07 January 2010

Waxing Cheese

Power is a crucial element of live-aboard boating - even sailboating. Particularly for the IntraCoastal Waterway (ICW), where we will be relying on the diesel engine rather than the sails for the majority of our travels. And, being two poor college kids, we're trying to avoid expensive marinas and just drop anchor in secluded inlets.

This poses some extra problems - we rely on batteries for all of our power, which can be recharged by running the diesel. However, when we're not connected to shore power (ie when we're not at a marina), we need to be very conservative with our power. This means NO REFRIGERATION.

Wait. No fridge? But then how will we handle meat, or milk, or eggs, or leftovers, or...? Well, yeah. That's kind of a problem. I suppose we could just go vegetarian for a while, but I actually have an emotional attachment to cheese. I consider it my main food group. And while fresh fish is only a fishing pole away, I do enjoy some good venison (having been raised on venison, I can no longer enjoy beef. I can almost hear the "Gasp!" from all the steak-lovers, but I'd take venison chops over a New York strip any day).

So, in order to cater to my love for cheese, I had a problem to solve. Question #1: Does cheese need to be refrigerated? Some quick internet research tells me both yes and no, but being an optimist, I choose to believe those that say 'no.' Question #2: What needs to be done to keep cheese from going bad outside the cool climes of the fridge? Cheese has been around for much longer than refrigeration. This question actually led me to consider making my own cheese, but it didn't seem worth the effort. Anyway, the answer to the question is an integral part of the old fashioned cheese making procedure: sealing the cheese in wax.

My foremost barriers to waxing cheese were the availability of cheese wax. Cheese wax is less brittle than paraffin. In fact, even at room temperature it was slightly pliable. This means it is less prone to cracking, thusly ensuring your sealed wax is fairly safe through a few tumbles. My aunt, who makes her own cheese, recommended I visit her favorite home brew store for some cheese wax. She and I both make wine, and apparently making cheese is closely related to making wine. Second, the site I trusted most as a guide (Cheese Wax Will Save Us All - clearly these people understand my relationship with cheese) referred to a "boar's hair brush." I never actually acquired one of these brushes, but did okay with a substitute brush. Third, I needed a double boiler for the wax. Mom wouldn't let me destroy any of her pots, so I used a clean tin can in a pot of water. Also, I highly recommend gloves. My guide said use them for sanitation, I think my biggest benefit from using them was that I kept dipping my hands in the wax, too.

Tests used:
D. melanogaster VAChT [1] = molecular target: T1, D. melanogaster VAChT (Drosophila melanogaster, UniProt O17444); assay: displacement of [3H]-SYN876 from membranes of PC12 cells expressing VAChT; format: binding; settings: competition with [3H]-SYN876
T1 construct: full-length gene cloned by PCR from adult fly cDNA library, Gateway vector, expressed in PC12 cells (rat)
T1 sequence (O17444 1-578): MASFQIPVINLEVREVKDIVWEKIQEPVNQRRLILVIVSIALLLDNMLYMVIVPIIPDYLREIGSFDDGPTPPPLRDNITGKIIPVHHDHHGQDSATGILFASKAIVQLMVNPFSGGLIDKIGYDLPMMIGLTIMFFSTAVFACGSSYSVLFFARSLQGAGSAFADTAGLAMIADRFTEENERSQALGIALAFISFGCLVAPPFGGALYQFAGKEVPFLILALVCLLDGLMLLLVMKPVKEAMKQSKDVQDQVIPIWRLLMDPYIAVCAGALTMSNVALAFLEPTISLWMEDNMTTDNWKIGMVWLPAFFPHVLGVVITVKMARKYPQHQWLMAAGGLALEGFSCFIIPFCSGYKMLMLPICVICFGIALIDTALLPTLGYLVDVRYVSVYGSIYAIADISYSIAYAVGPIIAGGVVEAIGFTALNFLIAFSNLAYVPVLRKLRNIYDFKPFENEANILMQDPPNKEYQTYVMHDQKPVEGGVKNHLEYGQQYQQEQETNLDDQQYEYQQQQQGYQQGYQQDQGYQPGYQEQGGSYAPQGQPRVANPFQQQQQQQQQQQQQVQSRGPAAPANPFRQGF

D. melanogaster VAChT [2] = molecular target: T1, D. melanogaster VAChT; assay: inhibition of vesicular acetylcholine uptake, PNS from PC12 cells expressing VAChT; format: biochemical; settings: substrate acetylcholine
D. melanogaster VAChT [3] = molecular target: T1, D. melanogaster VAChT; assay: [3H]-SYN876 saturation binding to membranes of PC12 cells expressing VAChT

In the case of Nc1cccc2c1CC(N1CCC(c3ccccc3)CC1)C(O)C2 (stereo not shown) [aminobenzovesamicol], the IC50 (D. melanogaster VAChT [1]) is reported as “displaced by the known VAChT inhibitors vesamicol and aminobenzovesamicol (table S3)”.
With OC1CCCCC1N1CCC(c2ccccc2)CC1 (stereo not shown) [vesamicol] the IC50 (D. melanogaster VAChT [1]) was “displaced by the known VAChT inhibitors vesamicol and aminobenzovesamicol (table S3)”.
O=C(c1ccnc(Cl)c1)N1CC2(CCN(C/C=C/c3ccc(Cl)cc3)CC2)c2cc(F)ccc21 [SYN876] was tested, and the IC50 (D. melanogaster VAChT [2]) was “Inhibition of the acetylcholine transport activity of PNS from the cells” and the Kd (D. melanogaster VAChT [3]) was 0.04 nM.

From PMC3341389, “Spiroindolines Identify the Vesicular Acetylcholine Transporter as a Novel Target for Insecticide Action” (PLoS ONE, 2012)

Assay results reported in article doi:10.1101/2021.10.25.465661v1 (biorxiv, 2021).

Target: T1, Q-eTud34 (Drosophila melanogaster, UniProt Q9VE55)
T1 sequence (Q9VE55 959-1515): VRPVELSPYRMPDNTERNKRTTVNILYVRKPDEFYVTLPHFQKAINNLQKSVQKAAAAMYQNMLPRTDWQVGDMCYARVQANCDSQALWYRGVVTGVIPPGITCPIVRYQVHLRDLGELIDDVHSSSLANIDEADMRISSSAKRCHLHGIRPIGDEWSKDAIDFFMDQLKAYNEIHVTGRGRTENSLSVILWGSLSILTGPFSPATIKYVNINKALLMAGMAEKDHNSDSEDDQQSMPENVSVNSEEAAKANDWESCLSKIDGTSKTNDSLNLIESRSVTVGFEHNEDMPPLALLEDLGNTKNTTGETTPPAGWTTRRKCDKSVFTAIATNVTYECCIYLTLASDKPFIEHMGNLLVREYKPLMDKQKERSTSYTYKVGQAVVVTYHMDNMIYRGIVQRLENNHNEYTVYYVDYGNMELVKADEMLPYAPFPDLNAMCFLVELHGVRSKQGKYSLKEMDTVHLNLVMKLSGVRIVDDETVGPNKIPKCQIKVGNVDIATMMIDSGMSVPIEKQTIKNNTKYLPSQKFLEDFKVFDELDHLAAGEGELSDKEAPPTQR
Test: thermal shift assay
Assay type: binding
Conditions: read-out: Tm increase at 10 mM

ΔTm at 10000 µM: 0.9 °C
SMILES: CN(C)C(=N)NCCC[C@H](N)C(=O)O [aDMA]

So, having assembled my equipment (and cheese, of course), I began devising my own directions. The Cheese Wax guide said I should hold each dipped bit of cheese in the air for 90 seconds. Well, that might work if you're waxing a large wheel or block, but I was waxing a pile of portion-sized blocks. Dip half, wait 90 seconds. Dip the other half, wait 90 seconds. 90 seconds times 2 halves times 3 coats times 20-30 blocks of cheese equals a whole lot of time I don't have.

So, instead, I assembled a doable line of cheese. I waxed half, then set it on wax paper to dry. Then I moved on to the next block of cheese. After having done half of each block, I then did the other half. For the second and third coats, I rotated the cheese blocks so that the seams were in a different direction each time (a seam being where Half 1 meets Half 2 of the first coat). So there were three dipped coats of wax, and then the instructions said to apply a fourth coat with the brush. That fourth coat is where things went a little awry, I suppose.

My sources said to keep the wax around 200 degrees F, which I couldn't really measure, but the pot of water was kept to around 200.

Of course, I encountered some problems. Mainly, there was an occasional bubble where the wax didn't stick to the cheese. It usually stuck the second or third coat, so I didn't worry about it too much because there was still a seal, but we'll see how it turns out later. Also, wax occasionally dripped into the pot (Mom, don't read this). Make sure to lay out newspapers everywhere!

The brush I used for the fourth coat was not extremely pliable, and so the last coat was full of serrations - not very smooth at all. Possibly too thick. But there were no boar's hair brushes available at the place where I bought my cheese wax and I didn't want to wait to order one online, so I knew I was working with substandard equipment for that fourth coat. Even so, I think the cheeses still turned out alright. I'll find out for sure once we're under way and crack one open! The best part about cheese wax is that it peels right off the cheese, and then can be melted and reused! Most internet sites say to melt it then strain it through cheese cloth or similar, but in a pinch, any little cheese bits float to the top and are pretty easy to scoop off. Oh, and finally, I tried to wax some cheese with bits of jalapeno in it, but it was pretty oily and the wax didn't stick too well. Also, when I finally gave up on that and tried to peel the wax off, it was full of jalapeno bits and not really usable.

Behold, my cheese supply! I believe I waxed around 5 lbs with 1 lb of cheese wax, but since I was using small blocks of cheese, there was a lot of surface area. Using larger blocks, one pound of wax will go a long way.

No comments:

Post a Comment